Shortly after my daughter was born I was diagnosed with postnatal depression, and mild post-traumatic stress disorder from witnessing the birth. (If men gave birth, we would demand medals for our bravery.)
I was relieved. I thought I was a horrible human being. I thought every father that was saying how wonderful parenting is was spewing propaganda in order to get others to join them in hell.
I was in an emotionless void looking at my wife and daughter bonding in a snow globe of love. I couldn’t get in. I was short tempered, bitter, selfish, and at times cruel.
At the moment my wife needed me the most I was not just absent, but I was psychologically and emotionally abusive.
Over time I adapted and learned the skills I would need to manage my mental health, but the damage was already done. The trust was gone. I could not be relied upon, and so the romantic love shriveled and died.
Three years later, the divorce proceeding has begun, and we live separately.
There is a bright side though. The experience, as painful as it was, allowed us both to grow and become better versions of ourselves. I know I am a much more capable father and (ex-)husband than I ever would have been without PND.
PND forced me to to be open and honest about how I was feeling. I had to accept that I was in a weakened state and would need a great deal of support to get through this.
Once I started to talk about it, I heard from other fathers that shared similar experiences, although not always diagnosed. I started to question the stories I heard about new fathers abandoning their family soon after the child was born. Was this a mental health issue? Why else would you do such a thing?
The shame and guilt would perhaps follow them their whole lives, but what of the joy they were now missing out on? I decided to share my story far and wide in the hope of helping others. I was vulnerable on nationwide television, in magazines, and on global podcasts.
I began to understand that owning your weaknesses can make you strong, and I believe we all have a story we can share that can positively impact another person. Especially around mental health, and the stigma that can follow it.
This helped develop my emotional intelligence. As anyone with poor mental health knows, your thoughts and emotions can lie to you. My thoughts were telling me my life was fake. It was a trick or a prison, and everyone was scheming against me. I had been manipulated into fatherhood and I could not trust anyone.
This was not true.
While I sought to understand what was happening to me, I became a Neuro-Linguistic Programming Practitioner, I started meditating, I studied Stoic philosophy, and I started to manage my ego.
I understood that there was a gap between stimulus and response, and that I get to question my thoughts and choose how to respond. I started to choose love in every situation and became much more open-minded.
Mental health is complicated and can be impacted by a wide variety of influences. While I looked for my own answers, I came across alternate treatments (alongside antidepressants) such as Bach flower remedies, crystal healing, the power of scents, reiki, and perhaps more importantly, my own imagination.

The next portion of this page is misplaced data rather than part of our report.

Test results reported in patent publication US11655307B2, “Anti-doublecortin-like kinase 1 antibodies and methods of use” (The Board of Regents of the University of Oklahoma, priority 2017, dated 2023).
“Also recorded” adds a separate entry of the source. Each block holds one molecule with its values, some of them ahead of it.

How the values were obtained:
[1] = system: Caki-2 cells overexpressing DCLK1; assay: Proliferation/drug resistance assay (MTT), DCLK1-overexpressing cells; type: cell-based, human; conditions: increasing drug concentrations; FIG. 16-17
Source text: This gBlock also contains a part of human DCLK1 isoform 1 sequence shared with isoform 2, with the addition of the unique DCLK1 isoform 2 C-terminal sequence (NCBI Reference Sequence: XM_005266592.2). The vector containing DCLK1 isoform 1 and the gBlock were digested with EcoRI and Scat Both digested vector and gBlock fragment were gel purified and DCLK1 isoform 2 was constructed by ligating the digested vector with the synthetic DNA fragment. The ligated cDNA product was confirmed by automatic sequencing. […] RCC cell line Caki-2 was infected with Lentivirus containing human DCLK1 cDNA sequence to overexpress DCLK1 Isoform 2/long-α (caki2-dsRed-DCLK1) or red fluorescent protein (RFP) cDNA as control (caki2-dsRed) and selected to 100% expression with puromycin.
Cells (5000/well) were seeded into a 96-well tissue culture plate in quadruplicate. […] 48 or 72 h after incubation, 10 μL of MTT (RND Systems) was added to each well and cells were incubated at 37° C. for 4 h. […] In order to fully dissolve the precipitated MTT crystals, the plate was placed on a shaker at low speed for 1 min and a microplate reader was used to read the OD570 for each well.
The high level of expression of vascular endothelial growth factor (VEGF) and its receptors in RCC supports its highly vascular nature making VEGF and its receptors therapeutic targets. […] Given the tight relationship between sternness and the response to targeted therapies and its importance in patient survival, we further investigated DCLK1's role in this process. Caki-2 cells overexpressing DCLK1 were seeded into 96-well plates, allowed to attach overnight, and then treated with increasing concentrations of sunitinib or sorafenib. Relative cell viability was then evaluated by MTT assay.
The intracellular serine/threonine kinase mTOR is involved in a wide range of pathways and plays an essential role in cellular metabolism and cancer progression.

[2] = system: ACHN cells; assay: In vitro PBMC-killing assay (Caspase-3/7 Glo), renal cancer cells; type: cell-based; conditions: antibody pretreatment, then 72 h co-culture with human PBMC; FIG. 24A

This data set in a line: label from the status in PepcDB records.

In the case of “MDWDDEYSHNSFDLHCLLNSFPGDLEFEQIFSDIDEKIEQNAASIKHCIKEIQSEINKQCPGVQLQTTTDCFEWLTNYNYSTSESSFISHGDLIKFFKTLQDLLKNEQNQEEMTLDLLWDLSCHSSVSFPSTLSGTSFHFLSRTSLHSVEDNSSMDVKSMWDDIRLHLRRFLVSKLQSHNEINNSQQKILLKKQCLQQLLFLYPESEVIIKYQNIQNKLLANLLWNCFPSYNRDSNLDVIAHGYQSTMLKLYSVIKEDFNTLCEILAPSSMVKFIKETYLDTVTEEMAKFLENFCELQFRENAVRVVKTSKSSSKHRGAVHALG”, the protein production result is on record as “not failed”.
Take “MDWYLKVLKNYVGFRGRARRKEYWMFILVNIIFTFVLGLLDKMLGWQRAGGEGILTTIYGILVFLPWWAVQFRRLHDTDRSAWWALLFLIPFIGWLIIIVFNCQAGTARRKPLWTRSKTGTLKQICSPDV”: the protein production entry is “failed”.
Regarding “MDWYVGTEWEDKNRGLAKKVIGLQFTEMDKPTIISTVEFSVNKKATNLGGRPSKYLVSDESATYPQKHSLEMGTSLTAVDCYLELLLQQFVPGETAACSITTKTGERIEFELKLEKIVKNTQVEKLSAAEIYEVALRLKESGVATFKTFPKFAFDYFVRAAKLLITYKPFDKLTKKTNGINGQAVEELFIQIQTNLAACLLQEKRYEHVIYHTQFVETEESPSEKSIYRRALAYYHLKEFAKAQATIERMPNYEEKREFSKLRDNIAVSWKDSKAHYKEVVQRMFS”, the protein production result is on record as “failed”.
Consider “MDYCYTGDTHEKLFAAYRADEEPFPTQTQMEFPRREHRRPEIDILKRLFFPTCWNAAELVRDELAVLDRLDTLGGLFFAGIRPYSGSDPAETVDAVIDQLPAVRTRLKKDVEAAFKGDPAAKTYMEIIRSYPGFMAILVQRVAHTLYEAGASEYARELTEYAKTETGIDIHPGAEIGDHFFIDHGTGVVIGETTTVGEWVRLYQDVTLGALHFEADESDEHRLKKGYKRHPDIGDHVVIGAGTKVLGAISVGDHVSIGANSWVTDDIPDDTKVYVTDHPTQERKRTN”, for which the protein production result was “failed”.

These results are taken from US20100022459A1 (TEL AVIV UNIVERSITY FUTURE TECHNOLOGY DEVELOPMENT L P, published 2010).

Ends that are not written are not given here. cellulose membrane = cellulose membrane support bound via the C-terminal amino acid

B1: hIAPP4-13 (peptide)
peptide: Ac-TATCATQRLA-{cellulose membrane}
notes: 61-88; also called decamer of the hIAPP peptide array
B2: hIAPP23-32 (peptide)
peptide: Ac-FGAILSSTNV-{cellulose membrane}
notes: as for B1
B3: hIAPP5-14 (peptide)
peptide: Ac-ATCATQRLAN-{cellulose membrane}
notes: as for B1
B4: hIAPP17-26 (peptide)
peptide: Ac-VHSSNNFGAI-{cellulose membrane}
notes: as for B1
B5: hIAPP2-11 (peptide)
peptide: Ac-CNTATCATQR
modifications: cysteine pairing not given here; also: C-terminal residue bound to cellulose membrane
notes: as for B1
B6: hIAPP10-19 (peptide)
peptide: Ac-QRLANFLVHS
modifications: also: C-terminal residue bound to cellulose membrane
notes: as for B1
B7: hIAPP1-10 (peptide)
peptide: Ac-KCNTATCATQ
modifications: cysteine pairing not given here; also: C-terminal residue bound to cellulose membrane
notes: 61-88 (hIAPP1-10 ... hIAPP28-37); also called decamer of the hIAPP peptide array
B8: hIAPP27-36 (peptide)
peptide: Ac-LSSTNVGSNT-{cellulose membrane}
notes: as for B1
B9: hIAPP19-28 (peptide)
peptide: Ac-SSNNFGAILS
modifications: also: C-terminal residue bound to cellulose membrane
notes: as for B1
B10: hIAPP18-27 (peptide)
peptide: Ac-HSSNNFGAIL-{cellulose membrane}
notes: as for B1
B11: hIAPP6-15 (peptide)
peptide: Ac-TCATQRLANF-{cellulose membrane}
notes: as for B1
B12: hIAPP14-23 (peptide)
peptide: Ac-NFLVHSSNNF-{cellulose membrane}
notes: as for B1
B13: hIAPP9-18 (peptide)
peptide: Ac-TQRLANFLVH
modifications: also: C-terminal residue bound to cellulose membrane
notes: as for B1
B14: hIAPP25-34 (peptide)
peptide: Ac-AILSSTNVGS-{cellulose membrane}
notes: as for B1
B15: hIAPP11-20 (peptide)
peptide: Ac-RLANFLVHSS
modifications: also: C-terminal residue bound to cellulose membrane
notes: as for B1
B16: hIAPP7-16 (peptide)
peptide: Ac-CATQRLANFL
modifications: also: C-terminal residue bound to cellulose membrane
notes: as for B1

Our thoughts impact our body, and vice versa. If we think about food, we may salivate. If we imagine harm coming to our children, we may cry. If we think about sex, we may become aroused.
This seems obvious, and we all agree that happens. And yet we ignore its power.
I started to imagine.
I have two big Game of Thrones-style wolves that follow me around. They walk beside me when I feel weak or lack confidence, they jump up and lick my face when I am in bed and have difficulty facing the day. They help me stand taller, and I become stronger.
It may seem silly. But just because they are imaginary does not mean that they cannot have an impact. In the same way, my depressed and anxious thoughts can and do influence me, even though they are just stories I am telling myself.
I now have a wonderful relationship with my daughter, Evie, and her mother. Times are still challenging, especially as my ex has recently been diagnosed with inflammatory breast cancer and is going through chemotherapy.
It’s not like we haven’t been through hard times before. We have got this.
Learning about vulnerability allowed me to have a greater connection to my family and a deeper level of communication. Emotional Intelligence continues to help manage my ego and toxic masculinity, and help guide Evie through those big emotions that can overwhelm her little body. (Think Disney princess tantrum.) It also helps navigate that voice in my head that keeps wanting to focus on the negative, the fear, the anxiety.
My favorite lesson is curiosity, as I get to see the world through my daughter’s eyes where everything can be magical. I know almost nothing about how my own mind works, and certainly not the rules of the Universe.
The world is full of mystery and wonder, and we can all be a little happier if we open our minds just a little. It worked for me.
Previously published here and reprinted with the author’s permission.
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